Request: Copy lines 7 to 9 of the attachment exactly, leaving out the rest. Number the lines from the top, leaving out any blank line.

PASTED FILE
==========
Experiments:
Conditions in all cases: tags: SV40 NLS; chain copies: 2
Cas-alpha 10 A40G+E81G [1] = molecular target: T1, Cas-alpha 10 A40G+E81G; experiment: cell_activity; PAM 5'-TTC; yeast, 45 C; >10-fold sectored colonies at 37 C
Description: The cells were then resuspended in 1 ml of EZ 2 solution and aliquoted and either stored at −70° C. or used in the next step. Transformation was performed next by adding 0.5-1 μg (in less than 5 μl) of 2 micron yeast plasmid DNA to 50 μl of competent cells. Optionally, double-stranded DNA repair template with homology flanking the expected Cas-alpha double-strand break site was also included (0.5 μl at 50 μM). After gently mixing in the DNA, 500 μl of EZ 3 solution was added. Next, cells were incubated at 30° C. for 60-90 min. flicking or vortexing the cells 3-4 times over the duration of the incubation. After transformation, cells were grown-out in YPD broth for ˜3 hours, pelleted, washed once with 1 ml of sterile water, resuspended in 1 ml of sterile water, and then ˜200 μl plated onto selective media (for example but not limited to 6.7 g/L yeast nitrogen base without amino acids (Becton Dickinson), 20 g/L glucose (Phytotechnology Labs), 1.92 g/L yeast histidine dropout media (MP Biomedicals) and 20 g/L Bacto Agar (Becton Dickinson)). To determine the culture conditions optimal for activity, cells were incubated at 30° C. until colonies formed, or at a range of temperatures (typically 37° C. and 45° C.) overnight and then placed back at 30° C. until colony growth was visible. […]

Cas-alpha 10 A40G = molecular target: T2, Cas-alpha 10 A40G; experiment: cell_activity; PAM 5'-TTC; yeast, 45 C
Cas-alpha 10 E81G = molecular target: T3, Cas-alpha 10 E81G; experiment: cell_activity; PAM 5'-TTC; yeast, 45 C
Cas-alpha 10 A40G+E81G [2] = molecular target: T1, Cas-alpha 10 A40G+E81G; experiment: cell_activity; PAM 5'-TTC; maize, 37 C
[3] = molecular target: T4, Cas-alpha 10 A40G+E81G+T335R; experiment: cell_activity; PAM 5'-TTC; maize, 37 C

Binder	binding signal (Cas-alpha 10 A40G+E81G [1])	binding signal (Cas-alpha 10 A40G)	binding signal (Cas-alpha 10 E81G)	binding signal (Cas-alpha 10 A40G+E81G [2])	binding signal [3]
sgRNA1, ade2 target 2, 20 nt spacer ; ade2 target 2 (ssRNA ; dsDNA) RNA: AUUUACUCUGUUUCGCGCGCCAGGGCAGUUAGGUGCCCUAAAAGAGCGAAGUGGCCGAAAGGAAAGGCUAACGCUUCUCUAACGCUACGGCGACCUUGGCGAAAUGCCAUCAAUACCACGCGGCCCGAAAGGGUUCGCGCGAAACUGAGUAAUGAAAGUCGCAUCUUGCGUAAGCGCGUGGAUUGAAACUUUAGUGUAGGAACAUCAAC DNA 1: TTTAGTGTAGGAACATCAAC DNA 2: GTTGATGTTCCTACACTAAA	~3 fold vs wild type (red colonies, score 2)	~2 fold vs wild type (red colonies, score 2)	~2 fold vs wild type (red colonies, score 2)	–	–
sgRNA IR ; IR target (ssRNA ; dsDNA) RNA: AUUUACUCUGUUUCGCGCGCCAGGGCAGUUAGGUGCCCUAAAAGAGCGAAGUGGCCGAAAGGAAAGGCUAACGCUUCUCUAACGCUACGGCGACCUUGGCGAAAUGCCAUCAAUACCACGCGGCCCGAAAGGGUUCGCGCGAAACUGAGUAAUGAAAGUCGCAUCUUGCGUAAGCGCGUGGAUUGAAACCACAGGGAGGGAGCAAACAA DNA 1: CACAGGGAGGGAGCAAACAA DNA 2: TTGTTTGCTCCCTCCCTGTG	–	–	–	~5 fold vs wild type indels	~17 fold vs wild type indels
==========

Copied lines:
Cas-alpha 10 A40G+E81G [2] = molecular target: T1, Cas-alpha 10 A40G+E81G; experiment: cell_activity; PAM 5'-TTC; maize, 37 C
[3] = molecular target: T4, Cas-alpha 10 A40G+E81G+T335R; experiment: cell_activity; PAM 5'-TTC; maize, 37 C

Binder	binding signal (Cas-alpha 10 A40G+E81G [1])	binding signal (Cas-alpha 10 A40G)	binding signal (Cas-alpha 10 E81G)	binding signal (Cas-alpha 10 A40G+E81G [2])	binding signal [3]